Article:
Since my late teens I have been fascinated by the Holy land; Israel/ Palestine. Don’t ask me why. I have faith but do not believe in religion although I find it very interesting to find out how others practice faith within their belief system. Years and years after this fascination had gone into a comatose slumber I have finally set foot in Highly Disputed land. I took a train to Um ad-Dunya (my beloved Cairo, which at this time of year is way too stinking hot) to take a bus to Taba in the North East Sinai. There I met my friend Moina, who had been chilling on the peninsula for over a week, to cross the border together. Although a border crossing, especially one between Egypt and Israel, is a militarised zone the crossing at Taba, the only one between Egypt and Israel that is guaranteed to be open, is an almost chilled, idyllic place with flowers and greeneries situated at the Gulf of Aqaba with views over Jordan. We crossed the border on foot. It is possible to cross by car but there weren’t any vehicles at the time we were there. The world of difference in the organisation of the the two countries became immediately apparent . Although the ‘departure hall’ at the Egyptian side didn’t look too bad for the country’s standards the halls on the Israeli side looked modern and immaculately clean. I have never ever seen a female police officer, soldier or women in any other uniformed profession within the civil service in Egypt. Of the ten or so agents we had dealt with through the different stages of our crossing at the Israeli side eight of them were young women. By the time we got to Eilat from where we took a bus to Tel-Aviv the cultural ‘shock’- after ten months of MaSr and MaSr only- slowly started kicking in; people – men and women- wearing next to nothing, cars stop for you at a zebra crossing, the coffee shop where we waited for our bus had plenty of booze for sale to consume on the premises and to take away. Plenty of wine and brands of spirits were readily available like in any other Western country. In Egypt they can only be purchased in very fancy bars or on the black market. Towns have plenty of trees and everything looks clean and horribly organised. Ten months of Egypt without getting out most certainly has had its effect on me.
Tel-Aviv, which is like Brighton on the Med without the pebbled beach has been a breath of must needed liberal fresh air. I brought my most skimpy clothes, all the stuff I haven’t been able to wear in Egypt ,just because I knew I could wear it without any problems. I had the most delicious food and decent wine in the most funky places I had been to in months. The city is of a provincial size with a cosmopolitan attitude. It is everything Alex could have been and so isn’t. It’s very funky, relatively clean, the population absolutely gorgeous, people are friendly without having a hidden agenda, mixed (sub) cultures, religions and ethnicities, who live and let live together. I almost-skinny dipped in the Med at 6 in the morning after a night out and stood outside our hostel talking politics with nothing more than a shirt and towel wrapped around me. On Thursday night I went out with Lou, my evil genius friend from London who joined us at the hostel after arriving at Ben Gurion airport in the afternoon. We went to the Old Harbour to search for a place to enjoy a bottle wine. After the placed closed we changed venues. It was already around 3 o’clock and most places seemed closed (for entry). We came across a bar where people we’re still sitting outside. We walked in. The place seemed to be closing but when we ask if we could have a drink we were welcomed with open arms. We had another bottle of wine with some locals who wanted to make us feel at home as much as possible. Lou and I were quite sad to discover that their general view is that they (Israelies) are not very much liked in the world. It is true that the country is surrounded by other nations that don’t really approve of its government’s actions and although it receives a lot of support it also receives a lot of criticism especially after the events of the last few weeks. I am critical of Israel’s policies and actions but that doesn’t mean I automatically dislike every holder of an Israeli passport. It’s very easy to have a pro Israeli or pro Palestinian stance as both sides conveniently leave certain aspects out of their argument. I came to the Holy Land to see the country and meet its people to get a better understanding of this very simple and yet complicated conflict. Coming to Tel-Aviv has been a good entry point to enjoy some old-fashioned hedonism and connect to people in Highly Disputed Land.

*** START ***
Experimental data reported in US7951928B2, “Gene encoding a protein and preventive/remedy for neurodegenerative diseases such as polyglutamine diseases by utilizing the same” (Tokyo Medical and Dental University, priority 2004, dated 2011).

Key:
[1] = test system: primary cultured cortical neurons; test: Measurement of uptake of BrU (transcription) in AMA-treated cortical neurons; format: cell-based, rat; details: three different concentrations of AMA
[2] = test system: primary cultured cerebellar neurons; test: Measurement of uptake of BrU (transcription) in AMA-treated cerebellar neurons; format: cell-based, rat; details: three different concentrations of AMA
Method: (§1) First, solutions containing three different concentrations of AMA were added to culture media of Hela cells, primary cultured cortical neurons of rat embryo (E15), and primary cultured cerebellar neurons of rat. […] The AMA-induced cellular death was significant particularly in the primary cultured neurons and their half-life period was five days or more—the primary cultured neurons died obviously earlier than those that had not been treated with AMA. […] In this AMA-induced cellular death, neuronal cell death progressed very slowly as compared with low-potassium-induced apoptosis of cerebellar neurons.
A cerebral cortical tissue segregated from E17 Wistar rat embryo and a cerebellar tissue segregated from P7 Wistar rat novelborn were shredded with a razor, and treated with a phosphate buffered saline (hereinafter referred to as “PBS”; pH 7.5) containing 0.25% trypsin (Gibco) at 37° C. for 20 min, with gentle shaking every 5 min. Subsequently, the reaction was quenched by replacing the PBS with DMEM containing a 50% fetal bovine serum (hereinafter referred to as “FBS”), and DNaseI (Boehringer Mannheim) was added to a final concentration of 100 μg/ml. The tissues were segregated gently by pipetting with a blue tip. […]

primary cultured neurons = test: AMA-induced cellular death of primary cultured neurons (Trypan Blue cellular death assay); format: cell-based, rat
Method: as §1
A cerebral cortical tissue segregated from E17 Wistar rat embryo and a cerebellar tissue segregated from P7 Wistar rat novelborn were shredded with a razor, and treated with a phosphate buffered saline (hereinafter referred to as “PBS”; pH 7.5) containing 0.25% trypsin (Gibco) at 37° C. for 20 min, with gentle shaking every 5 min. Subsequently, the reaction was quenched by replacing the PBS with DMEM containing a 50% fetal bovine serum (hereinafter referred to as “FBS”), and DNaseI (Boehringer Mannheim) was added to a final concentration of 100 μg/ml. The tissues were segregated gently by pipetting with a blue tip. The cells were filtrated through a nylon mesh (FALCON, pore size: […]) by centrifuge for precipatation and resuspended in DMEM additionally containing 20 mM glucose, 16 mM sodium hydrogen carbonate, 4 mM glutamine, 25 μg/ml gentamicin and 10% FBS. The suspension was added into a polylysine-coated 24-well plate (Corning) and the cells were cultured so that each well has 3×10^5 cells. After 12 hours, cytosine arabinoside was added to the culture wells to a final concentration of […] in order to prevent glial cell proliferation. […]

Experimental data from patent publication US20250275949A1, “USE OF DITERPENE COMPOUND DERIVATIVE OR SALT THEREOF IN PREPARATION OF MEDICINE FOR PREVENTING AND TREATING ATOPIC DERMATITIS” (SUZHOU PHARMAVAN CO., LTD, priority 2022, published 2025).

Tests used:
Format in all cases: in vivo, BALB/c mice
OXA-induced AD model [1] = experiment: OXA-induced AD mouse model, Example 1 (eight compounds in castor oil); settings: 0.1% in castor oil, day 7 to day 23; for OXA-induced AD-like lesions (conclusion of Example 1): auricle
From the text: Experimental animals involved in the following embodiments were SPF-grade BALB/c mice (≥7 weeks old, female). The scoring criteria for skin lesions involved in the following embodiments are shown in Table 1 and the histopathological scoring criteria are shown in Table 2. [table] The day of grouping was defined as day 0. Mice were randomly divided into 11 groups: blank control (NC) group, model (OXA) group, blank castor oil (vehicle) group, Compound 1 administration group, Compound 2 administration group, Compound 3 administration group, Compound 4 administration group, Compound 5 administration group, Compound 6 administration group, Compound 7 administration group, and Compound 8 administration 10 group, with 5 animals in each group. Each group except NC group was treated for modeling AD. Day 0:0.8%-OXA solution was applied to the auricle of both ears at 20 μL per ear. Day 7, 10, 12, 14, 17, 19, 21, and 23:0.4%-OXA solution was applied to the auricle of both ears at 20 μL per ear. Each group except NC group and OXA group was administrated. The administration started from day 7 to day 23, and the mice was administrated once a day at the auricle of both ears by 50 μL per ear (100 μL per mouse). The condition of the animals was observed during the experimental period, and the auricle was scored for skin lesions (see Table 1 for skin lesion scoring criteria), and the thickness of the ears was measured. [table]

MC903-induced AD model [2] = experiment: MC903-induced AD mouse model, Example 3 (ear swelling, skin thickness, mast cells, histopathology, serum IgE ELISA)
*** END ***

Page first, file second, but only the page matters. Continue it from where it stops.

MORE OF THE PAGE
image: L ‘sharmoot’ Lunter